Feature interview with Hilary Coleman and Frances Bennett

Gwaryoryon (Playing People). L-R Hilary Coleman (Clarinet), Liz Davies (Accordion), Jo Tagney (Fiddle)
(courtesy of Hilary Coleman).

I interviewed Hilary Coleman and Frances Bennett over Zoom a few weeks ago about their journeys in Cornish traditional music. I asked them about their views of being performers, composers, teachers and leaders of a stellar list of groups and movements on the Cornish Trad scene.

This interview is already an important historical document. It is about so much more than their personal experiences that is relevant to anyone interested in Cornish traditional music and its history. It covers their early life in music, learning instruments, being part of seminal Cornish Trad bands such as Gwaryoryon, the Jack and Jenny Band and Sowena. How Dalla emerged from these groups, why the Nos Lowen (Happy Night) movement started, how Bagas Crowd, Cornwall’s mighty fiddle group started and continues to grow, how they go about composing new music for the tradition including the creation of kabm pemp (5-steps), and finally some fantastic insights into gender and challenging the archetype of the “young Cornish working class man.”

These two women are two of my great inspirations when exploring and playing Cornish music and it was a real privilege to have had this opportunity to capture their stories. Meur ras bras!

Cornish traditional music on YouTube

I’ve created a YouTube playlist called Cornish Trad. I’ve selected 45 videos over the last year or so, and the list will keep growing. They represent, to us at least, the best of Cornish trad music, mainly instrumental, on YouTube at the moment. If you have a video that we’re missing out on, drop us a line!

The playlist is pretty varied, from the brilliant Cornish Knight jigs by MacQuarrie and Toms — Bishop’s Jig (trad), Hernen Wyn (trad), An Marrak (Merv Davey)– to the full play of the first ever album of Celtic Cornish trad by Bucca, The Hole in the Harper’s Head or An Tol Yn Pen Yn Telynor released in 1982.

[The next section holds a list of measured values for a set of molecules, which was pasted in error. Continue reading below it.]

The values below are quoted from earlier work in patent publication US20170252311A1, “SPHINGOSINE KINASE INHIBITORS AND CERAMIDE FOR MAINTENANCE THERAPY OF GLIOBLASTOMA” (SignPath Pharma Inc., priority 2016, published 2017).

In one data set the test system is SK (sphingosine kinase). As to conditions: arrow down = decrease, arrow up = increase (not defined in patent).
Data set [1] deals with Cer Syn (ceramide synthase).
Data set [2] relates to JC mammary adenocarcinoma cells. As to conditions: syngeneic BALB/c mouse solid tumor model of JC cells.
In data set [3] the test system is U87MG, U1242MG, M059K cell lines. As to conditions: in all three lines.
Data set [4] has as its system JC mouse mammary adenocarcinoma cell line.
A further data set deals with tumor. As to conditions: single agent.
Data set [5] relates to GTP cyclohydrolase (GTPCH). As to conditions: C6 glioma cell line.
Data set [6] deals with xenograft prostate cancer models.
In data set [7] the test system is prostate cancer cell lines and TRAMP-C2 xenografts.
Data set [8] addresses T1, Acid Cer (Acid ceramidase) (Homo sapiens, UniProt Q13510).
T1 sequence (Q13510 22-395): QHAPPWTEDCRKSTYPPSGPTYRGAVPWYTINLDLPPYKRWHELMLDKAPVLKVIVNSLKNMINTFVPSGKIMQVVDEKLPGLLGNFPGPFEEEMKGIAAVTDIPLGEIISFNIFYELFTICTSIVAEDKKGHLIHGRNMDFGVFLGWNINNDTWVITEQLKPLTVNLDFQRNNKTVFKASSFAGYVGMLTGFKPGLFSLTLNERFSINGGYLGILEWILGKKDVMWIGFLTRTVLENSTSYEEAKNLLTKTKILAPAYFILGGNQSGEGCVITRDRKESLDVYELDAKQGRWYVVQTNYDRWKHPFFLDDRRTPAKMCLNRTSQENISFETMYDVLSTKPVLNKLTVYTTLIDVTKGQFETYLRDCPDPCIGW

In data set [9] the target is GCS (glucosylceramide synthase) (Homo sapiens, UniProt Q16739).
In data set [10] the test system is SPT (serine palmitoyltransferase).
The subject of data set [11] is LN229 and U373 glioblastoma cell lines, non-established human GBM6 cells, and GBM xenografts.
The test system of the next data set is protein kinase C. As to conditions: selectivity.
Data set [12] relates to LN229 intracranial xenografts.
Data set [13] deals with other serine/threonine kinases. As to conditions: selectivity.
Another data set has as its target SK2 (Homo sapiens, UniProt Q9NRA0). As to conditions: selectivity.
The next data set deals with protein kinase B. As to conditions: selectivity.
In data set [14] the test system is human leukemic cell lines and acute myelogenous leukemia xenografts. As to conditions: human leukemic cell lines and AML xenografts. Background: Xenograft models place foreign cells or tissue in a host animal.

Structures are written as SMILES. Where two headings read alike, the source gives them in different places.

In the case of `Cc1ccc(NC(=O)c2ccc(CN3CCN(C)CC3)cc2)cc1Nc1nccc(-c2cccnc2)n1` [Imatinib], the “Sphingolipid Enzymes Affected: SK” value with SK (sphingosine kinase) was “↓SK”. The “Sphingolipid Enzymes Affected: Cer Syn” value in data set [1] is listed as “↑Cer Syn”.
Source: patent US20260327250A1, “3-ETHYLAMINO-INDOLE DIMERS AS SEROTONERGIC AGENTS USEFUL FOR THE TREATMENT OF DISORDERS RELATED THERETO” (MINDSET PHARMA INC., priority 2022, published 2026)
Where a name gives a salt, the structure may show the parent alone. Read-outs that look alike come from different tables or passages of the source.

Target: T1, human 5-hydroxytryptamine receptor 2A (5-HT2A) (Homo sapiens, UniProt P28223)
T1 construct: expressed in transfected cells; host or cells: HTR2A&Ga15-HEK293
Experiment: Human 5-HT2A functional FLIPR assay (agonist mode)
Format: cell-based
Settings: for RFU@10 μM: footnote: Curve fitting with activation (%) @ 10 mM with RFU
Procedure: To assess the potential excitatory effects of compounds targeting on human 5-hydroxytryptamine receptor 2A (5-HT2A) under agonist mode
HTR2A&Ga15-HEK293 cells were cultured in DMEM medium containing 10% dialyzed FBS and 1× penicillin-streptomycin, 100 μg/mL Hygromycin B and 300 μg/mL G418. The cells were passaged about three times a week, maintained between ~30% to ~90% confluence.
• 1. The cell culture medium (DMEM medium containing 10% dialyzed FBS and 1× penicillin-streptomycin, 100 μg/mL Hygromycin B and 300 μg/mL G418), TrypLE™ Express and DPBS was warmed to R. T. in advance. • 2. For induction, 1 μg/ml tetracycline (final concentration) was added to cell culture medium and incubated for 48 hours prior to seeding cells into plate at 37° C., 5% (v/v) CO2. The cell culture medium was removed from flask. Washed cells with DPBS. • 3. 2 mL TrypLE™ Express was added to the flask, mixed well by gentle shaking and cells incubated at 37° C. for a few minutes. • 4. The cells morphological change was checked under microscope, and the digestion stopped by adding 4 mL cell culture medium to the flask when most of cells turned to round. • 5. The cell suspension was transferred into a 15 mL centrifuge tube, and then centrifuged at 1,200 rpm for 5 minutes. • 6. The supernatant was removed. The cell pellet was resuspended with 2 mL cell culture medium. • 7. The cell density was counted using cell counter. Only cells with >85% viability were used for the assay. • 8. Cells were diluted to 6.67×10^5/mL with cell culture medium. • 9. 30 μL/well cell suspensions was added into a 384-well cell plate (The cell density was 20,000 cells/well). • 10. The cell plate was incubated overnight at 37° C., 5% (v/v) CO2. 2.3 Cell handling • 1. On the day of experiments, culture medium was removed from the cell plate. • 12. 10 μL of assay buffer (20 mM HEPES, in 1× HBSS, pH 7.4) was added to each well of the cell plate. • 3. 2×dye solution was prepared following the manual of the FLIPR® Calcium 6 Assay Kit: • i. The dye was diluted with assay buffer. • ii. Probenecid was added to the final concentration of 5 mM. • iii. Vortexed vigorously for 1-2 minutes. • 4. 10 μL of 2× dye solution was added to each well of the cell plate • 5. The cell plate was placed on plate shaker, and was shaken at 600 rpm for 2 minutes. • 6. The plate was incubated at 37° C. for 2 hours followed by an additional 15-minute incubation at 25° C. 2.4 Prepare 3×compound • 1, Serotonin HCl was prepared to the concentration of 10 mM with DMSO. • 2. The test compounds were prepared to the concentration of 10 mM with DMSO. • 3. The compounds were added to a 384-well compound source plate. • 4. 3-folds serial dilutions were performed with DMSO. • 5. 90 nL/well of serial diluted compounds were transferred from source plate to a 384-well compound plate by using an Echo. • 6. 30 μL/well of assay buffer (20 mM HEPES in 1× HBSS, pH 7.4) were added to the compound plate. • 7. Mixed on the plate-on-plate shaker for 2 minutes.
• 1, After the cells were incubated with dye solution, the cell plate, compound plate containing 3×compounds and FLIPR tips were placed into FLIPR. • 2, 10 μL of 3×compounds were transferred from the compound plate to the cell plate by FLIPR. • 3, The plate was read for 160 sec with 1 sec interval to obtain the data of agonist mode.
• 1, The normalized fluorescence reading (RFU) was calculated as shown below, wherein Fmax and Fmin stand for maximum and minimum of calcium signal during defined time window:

Cornish Trad playlist on YouTube.

Enjoy the performance of historical Cornish tunes such as John Old’s Nameless by Mike O’Connor and Barbara Griggs, and the Egloshayle Ringers by Salt and Sky (Emma Packer and Lizzie Pridmore), learn about Cornish instruments such as the Cornish double bagpipes or find out more about the dances that some of the tunes are used for such as the Cornish five-step or kabm pemp.

Mike O’Connor (fiddle) and Barbara Griggs (harp) play John Old’s Nameless.
Salt and Sky play and sing the Egloshayle Ringers.

You can save YouTube playlists but you can’t subscribe to them directly, unfortunately. There is still much out there on YouTube waiting for discovery. More and more historical archive footage is being uploaded too.

Nine Brave Boys by early music and La Moresca
Cornish dance Tin Stamps to the tune of the same name by Merv Davey.
British Movietone footage of Helston Furry/Flora Dance.

Because many of these videos are not titled or tagged specifically as Cornish music the best way to find your favourite tune is to search for its name or the many other names it might have in other traditions, for example, the Duke of Cornwall’s Reel is also known as the Opera Reel.

Jen Dyer (viola) and Neil Davey (fiddle)–also of Dalla–demonstrate the Cornish five-step or kabm pemp.
Opera Reel of the American Old Time tradition is also the Duke of Cornwall’s Reel here in Kernow!